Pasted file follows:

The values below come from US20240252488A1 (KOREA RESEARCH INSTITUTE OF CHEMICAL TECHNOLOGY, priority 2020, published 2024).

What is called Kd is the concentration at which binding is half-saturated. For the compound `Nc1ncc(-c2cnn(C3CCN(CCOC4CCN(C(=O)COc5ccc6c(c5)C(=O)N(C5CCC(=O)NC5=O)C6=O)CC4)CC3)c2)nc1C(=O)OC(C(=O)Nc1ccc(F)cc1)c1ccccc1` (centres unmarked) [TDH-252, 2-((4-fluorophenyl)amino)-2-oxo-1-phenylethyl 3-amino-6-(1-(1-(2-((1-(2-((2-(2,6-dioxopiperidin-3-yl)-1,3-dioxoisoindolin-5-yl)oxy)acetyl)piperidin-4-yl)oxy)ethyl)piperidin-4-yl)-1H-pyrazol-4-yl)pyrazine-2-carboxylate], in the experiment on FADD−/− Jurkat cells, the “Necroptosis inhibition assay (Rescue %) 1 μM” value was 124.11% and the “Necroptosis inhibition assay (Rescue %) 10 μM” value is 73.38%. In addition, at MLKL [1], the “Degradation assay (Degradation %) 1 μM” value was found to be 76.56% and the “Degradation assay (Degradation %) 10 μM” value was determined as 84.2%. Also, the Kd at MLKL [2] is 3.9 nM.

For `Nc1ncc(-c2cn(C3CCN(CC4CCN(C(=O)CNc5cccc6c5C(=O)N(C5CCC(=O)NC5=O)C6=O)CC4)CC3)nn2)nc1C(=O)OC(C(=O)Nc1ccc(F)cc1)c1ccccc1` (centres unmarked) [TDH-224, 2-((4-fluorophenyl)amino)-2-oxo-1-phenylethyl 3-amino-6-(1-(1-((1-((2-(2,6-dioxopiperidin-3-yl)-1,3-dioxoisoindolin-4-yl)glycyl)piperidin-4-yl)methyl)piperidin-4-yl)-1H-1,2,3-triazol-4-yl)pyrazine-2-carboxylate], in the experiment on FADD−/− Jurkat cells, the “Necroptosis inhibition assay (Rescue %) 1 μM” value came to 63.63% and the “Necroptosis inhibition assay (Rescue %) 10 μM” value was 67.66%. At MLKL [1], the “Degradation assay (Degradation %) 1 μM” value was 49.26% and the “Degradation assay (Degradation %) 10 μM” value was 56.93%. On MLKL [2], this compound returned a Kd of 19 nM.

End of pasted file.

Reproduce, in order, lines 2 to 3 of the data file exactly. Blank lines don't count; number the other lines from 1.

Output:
What is called Kd is the concentration at which binding is half-saturated. For the compound `Nc1ncc(-c2cnn(C3CCN(CCOC4CCN(C(=O)COc5ccc6c(c5)C(=O)N(C5CCC(=O)NC5=O)C6=O)CC4)CC3)c2)nc1C(=O)OC(C(=O)Nc1ccc(F)cc1)c1ccccc1` (centres unmarked) [TDH-252, 2-((4-fluorophenyl)amino)-2-oxo-1-phenylethyl 3-amino-6-(1-(1-(2-((1-(2-((2-(2,6-dioxopiperidin-3-yl)-1,3-dioxoisoindolin-5-yl)oxy)acetyl)piperidin-4-yl)oxy)ethyl)piperidin-4-yl)-1H-pyrazol-4-yl)pyrazine-2-carboxylate], in the experiment on FADD−/− Jurkat cells, the “Necroptosis inhibition assay (Rescue %) 1 μM” value was 124.11% and the “Necroptosis inhibition assay (Rescue %) 10 μM” value is 73.38%. In addition, at MLKL [1], the “Degradation assay (Degradation %) 1 μM” value was found to be 76.56% and the “Degradation assay (Degradation %) 10 μM” value was determined as 84.2%. Also, the Kd at MLKL [2] is 3.9 nM.

For `Nc1ncc(-c2cn(C3CCN(CC4CCN(C(=O)CNc5cccc6c5C(=O)N(C5CCC(=O)NC5=O)C6=O)CC4)CC3)nn2)nc1C(=O)OC(C(=O)Nc1ccc(F)cc1)c1ccccc1` (centres unmarked) [TDH-224, 2-((4-fluorophenyl)amino)-2-oxo-1-phenylethyl 3-amino-6-(1-(1-((1-((2-(2,6-dioxopiperidin-3-yl)-1,3-dioxoisoindolin-4-yl)glycyl)piperidin-4-yl)methyl)piperidin-4-yl)-1H-1,2,3-triazol-4-yl)pyrazine-2-carboxylate], in the experiment on FADD−/− Jurkat cells, the “Necroptosis inhibition assay (Rescue %) 1 μM” value came to 63.63% and the “Necroptosis inhibition assay (Rescue %) 10 μM” value was 67.66%. At MLKL [1], the “Degradation assay (Degradation %) 1 μM” value was 49.26% and the “Degradation assay (Degradation %) 10 μM” value was 56.93%. On MLKL [2], this compound returned a Kd of 19 nM.